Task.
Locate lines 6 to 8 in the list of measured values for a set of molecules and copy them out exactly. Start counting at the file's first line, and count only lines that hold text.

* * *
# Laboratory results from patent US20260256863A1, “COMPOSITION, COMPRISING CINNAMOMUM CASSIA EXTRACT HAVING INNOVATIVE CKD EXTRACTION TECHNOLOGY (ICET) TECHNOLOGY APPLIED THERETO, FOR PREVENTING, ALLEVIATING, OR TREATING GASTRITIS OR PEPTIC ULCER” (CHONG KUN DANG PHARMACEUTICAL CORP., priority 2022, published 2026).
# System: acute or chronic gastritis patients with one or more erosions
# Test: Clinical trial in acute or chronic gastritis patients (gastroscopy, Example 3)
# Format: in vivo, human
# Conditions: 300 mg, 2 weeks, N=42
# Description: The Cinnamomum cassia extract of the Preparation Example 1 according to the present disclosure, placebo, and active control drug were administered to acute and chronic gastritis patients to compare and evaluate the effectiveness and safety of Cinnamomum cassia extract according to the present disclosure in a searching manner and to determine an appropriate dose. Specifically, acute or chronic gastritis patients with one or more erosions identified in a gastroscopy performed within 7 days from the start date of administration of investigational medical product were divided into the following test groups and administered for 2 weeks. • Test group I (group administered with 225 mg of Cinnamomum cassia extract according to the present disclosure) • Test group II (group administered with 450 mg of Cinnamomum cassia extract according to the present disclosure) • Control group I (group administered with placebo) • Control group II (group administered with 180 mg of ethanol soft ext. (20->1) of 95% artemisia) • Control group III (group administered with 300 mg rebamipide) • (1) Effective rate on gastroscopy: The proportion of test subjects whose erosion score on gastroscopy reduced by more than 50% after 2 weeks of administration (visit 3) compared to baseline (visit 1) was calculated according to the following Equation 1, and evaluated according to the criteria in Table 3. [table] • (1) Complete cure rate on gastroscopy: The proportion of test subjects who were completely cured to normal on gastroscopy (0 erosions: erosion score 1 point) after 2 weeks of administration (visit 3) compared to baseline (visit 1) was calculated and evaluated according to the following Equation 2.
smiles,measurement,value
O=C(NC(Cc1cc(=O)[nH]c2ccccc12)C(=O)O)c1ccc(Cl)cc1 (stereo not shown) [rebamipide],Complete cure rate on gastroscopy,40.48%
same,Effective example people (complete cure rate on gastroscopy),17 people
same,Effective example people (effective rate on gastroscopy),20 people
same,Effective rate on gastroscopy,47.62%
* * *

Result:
# Description: The Cinnamomum cassia extract of the Preparation Example 1 according to the present disclosure, placebo, and active control drug were administered to acute and chronic gastritis patients to compare and evaluate the effectiveness and safety of Cinnamomum cassia extract according to the present disclosure in a searching manner and to determine an appropriate dose. Specifically, acute or chronic gastritis patients with one or more erosions identified in a gastroscopy performed within 7 days from the start date of administration of investigational medical product were divided into the following test groups and administered for 2 weeks. • Test group I (group administered with 225 mg of Cinnamomum cassia extract according to the present disclosure) • Test group II (group administered with 450 mg of Cinnamomum cassia extract according to the present disclosure) • Control group I (group administered with placebo) • Control group II (group administered with 180 mg of ethanol soft ext. (20->1) of 95% artemisia) • Control group III (group administered with 300 mg rebamipide) • (1) Effective rate on gastroscopy: The proportion of test subjects whose erosion score on gastroscopy reduced by more than 50% after 2 weeks of administration (visit 3) compared to baseline (visit 1) was calculated according to the following Equation 1, and evaluated according to the criteria in Table 3. [table] • (1) Complete cure rate on gastroscopy: The proportion of test subjects who were completely cured to normal on gastroscopy (0 erosions: erosion score 1 point) after 2 weeks of administration (visit 3) compared to baseline (visit 1) was calculated and evaluated according to the following Equation 2.
smiles,measurement,value
O=C(NC(Cc1cc(=O)[nH]c2ccccc12)C(=O)O)c1ccc(Cl)cc1 (stereo not shown) [rebamipide],Complete cure rate on gastroscopy,40.48%